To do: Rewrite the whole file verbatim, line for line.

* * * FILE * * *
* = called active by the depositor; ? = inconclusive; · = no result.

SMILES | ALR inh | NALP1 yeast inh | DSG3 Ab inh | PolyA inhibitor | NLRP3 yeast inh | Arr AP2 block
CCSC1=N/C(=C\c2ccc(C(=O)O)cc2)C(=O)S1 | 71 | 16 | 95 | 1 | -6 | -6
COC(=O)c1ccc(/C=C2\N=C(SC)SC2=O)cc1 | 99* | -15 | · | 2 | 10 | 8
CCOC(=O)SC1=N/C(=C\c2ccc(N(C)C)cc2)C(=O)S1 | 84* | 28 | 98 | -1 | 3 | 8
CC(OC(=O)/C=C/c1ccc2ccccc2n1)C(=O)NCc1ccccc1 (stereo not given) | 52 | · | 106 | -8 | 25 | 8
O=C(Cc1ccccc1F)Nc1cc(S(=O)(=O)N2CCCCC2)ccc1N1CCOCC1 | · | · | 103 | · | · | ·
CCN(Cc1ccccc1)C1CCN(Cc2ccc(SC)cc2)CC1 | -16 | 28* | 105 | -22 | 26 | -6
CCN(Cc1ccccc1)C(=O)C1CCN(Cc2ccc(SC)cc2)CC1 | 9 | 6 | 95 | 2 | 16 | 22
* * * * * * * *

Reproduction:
* = called active by the depositor; ? = inconclusive; · = no result.

SMILES | ALR inh | NALP1 yeast inh | DSG3 Ab inh | PolyA inhibitor | NLRP3 yeast inh | Arr AP2 block
CCSC1=N/C(=C\c2ccc(C(=O)O)cc2)C(=O)S1 | 71 | 16 | 95 | 1 | -6 | -6
COC(=O)c1ccc(/C=C2\N=C(SC)SC2=O)cc1 | 99* | -15 | · | 2 | 10 | 8
CCOC(=O)SC1=N/C(=C\c2ccc(N(C)C)cc2)C(=O)S1 | 84* | 28 | 98 | -1 | 3 | 8
CC(OC(=O)/C=C/c1ccc2ccccc2n1)C(=O)NCc1ccccc1 (stereo not given) | 52 | · | 106 | -8 | 25 | 8
O=C(Cc1ccccc1F)Nc1cc(S(=O)(=O)N2CCCCC2)ccc1N1CCOCC1 | · | · | 103 | · | · | ·
CCN(Cc1ccccc1)C1CCN(Cc2ccc(SC)cc2)CC1 | -16 | 28* | 105 | -22 | 26 | -6
CCN(Cc1ccccc1)C(=O)C1CCN(Cc2ccc(SC)cc2)CC1 | 9 | 6 | 95 | 2 | 16 | 22